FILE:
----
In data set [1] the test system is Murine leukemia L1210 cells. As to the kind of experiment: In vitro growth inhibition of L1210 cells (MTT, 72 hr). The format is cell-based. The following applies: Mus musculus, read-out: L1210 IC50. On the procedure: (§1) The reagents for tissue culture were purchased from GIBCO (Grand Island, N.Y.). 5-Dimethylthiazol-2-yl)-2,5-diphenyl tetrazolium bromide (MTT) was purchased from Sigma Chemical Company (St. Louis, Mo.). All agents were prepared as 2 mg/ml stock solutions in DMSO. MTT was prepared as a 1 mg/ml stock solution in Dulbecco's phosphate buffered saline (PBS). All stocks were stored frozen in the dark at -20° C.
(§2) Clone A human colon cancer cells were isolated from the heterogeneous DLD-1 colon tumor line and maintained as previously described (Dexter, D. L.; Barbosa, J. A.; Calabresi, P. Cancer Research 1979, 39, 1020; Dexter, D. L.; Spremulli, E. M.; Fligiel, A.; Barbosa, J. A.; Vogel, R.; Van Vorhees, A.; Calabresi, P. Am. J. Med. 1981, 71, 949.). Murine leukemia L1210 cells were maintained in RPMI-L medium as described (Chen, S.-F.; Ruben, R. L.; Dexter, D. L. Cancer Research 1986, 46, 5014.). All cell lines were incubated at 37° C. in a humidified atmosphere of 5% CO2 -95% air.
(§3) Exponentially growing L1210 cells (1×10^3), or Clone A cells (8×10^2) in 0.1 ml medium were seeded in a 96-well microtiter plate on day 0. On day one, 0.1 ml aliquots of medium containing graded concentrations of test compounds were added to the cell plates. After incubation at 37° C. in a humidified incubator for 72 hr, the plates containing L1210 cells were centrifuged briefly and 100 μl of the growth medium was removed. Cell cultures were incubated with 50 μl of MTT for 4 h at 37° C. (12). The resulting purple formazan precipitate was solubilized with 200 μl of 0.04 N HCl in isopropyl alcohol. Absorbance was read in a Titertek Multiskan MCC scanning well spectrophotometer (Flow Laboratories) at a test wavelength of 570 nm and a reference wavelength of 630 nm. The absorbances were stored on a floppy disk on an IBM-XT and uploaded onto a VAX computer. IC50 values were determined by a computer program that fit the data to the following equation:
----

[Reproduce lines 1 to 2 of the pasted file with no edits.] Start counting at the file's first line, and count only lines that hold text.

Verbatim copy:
In data set [1] the test system is Murine leukemia L1210 cells. As to the kind of experiment: In vitro growth inhibition of L1210 cells (MTT, 72 hr). The format is cell-based. The following applies: Mus musculus, read-out: L1210 IC50. On the procedure: (§1) The reagents for tissue culture were purchased from GIBCO (Grand Island, N.Y.). 5-Dimethylthiazol-2-yl)-2,5-diphenyl tetrazolium bromide (MTT) was purchased from Sigma Chemical Company (St. Louis, Mo.). All agents were prepared as 2 mg/ml stock solutions in DMSO. MTT was prepared as a 1 mg/ml stock solution in Dulbecco's phosphate buffered saline (PBS). All stocks were stored frozen in the dark at -20° C.
(§2) Clone A human colon cancer cells were isolated from the heterogeneous DLD-1 colon tumor line and maintained as previously described (Dexter, D. L.; Barbosa, J. A.; Calabresi, P. Cancer Research 1979, 39, 1020; Dexter, D. L.; Spremulli, E. M.; Fligiel, A.; Barbosa, J. A.; Vogel, R.; Van Vorhees, A.; Calabresi, P. Am. J. Med. 1981, 71, 949.). Murine leukemia L1210 cells were maintained in RPMI-L medium as described (Chen, S.-F.; Ruben, R. L.; Dexter, D. L. Cancer Research 1986, 46, 5014.). All cell lines were incubated at 37° C. in a humidified atmosphere of 5% CO2 -95% air.